Married couples often want to do pretty much everything with each other. That often includes the way in which they do estate planning, which can include the writing of joint wills primarily so that everything will be left to the surviving spouse. In Illinois, a joint will can't be changed or revoked by just one spouse; both have to agree to any changes.
Joint wills were primarily used years ago before the advances in technology. It was easier to fashion one will, rather than two separate ones with all the paperwork that would have been involved. However, the fact the will cannot be altered without the approval of each spouse is the primary disadvantage of having a joint will today. That means that even if one partner dies, the will can't be changed by the surviving spouse.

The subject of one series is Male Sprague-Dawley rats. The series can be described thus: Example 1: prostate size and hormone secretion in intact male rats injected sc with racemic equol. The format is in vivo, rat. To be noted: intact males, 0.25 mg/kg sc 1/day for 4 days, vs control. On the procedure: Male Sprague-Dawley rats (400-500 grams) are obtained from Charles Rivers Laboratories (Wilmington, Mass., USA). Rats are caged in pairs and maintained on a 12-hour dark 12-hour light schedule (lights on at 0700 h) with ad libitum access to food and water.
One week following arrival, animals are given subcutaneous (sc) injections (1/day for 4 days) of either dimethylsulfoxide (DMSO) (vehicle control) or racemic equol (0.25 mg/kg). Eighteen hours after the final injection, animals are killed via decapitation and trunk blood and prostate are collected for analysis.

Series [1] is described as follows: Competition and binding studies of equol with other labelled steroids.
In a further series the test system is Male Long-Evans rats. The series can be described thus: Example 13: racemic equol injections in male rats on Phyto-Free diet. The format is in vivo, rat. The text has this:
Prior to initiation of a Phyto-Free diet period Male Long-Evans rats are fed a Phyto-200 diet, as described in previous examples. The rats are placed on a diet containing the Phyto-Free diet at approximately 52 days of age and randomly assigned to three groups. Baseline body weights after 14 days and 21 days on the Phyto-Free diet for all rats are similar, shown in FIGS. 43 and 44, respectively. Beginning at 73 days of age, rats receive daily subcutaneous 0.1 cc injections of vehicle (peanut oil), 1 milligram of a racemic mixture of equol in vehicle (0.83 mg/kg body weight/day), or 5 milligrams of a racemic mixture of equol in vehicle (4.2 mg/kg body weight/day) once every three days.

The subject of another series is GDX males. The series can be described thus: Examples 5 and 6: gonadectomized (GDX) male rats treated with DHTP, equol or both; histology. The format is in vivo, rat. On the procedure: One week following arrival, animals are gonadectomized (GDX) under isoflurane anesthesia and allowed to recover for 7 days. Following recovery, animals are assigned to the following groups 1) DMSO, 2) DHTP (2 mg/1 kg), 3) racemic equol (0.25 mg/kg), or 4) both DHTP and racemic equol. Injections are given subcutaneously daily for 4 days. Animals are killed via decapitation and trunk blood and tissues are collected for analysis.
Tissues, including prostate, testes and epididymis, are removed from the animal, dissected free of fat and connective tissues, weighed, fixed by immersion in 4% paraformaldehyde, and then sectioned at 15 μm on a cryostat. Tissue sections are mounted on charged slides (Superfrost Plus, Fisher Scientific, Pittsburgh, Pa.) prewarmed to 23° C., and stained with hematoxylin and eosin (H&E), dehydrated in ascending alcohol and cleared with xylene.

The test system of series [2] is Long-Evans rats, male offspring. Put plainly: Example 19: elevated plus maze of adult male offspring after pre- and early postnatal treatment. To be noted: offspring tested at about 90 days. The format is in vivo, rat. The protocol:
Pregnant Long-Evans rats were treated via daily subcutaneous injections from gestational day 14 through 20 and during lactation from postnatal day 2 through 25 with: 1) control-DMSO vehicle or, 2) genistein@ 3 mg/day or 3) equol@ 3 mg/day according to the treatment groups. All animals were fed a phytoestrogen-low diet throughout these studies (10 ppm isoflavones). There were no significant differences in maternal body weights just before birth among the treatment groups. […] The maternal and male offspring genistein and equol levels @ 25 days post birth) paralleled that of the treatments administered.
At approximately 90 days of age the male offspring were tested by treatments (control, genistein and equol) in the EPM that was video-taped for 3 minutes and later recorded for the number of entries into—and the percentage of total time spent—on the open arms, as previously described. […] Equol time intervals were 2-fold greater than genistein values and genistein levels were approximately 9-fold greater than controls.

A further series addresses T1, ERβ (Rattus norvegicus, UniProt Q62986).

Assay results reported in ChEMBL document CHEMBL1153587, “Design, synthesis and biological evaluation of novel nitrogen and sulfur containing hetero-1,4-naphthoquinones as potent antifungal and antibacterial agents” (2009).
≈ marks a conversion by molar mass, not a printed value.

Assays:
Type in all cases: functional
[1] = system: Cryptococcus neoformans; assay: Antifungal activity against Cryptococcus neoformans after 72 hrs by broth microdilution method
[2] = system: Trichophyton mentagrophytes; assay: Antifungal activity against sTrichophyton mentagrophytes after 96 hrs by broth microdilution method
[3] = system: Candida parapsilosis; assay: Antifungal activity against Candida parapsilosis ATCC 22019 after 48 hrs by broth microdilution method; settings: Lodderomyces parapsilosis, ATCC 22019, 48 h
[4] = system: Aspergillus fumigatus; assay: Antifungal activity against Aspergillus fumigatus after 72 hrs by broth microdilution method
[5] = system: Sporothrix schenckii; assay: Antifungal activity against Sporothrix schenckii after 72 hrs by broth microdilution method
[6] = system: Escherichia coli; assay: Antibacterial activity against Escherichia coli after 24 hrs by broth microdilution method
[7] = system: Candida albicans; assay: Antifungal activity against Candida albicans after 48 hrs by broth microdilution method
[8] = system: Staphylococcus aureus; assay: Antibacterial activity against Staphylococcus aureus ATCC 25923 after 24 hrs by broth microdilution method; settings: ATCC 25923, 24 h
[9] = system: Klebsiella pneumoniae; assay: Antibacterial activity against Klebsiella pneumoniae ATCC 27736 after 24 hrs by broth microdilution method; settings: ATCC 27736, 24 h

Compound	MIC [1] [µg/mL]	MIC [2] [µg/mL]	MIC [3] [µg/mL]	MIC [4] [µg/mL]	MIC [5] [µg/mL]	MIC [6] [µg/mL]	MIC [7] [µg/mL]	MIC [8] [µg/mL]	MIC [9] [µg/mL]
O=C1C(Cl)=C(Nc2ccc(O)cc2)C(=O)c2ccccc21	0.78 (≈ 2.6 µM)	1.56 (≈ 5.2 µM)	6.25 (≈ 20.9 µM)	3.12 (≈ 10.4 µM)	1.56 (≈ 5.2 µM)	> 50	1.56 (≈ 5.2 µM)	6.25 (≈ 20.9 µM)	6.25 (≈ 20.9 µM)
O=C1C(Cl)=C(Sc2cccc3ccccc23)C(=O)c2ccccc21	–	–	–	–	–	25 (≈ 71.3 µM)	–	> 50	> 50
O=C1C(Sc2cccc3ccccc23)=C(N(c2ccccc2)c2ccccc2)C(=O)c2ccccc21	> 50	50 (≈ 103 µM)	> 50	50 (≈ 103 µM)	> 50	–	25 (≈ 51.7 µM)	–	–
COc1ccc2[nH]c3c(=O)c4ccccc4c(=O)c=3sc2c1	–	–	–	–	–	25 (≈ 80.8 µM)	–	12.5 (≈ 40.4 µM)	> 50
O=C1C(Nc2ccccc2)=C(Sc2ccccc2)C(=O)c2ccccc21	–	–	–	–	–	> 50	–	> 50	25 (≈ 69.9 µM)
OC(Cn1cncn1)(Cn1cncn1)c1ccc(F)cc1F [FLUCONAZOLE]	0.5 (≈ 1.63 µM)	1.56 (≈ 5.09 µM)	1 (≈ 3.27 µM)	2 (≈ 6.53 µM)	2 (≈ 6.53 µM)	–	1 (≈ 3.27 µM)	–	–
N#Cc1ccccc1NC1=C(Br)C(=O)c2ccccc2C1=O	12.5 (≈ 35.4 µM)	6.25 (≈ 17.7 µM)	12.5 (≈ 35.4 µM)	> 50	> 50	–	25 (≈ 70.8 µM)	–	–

Essentially, the surviving spouse's hands are tied should he or she wish to leave assets to stepchildren in the event of a remarriage or if he or she would like to disinherit someone. So, in many respects a joint will is not the ideal situation. There are better alternatives today.
An Illinois attorney can guide clients regarding what wills may work for their particular situations. For instance, a couple may wish to consider setting up trusts rather than having a joint will. A lawyer who knows the state laws governing estate planning may be able to steer his or her clients in the right direction or at least provide information on all possibilities when it comes to writing a will.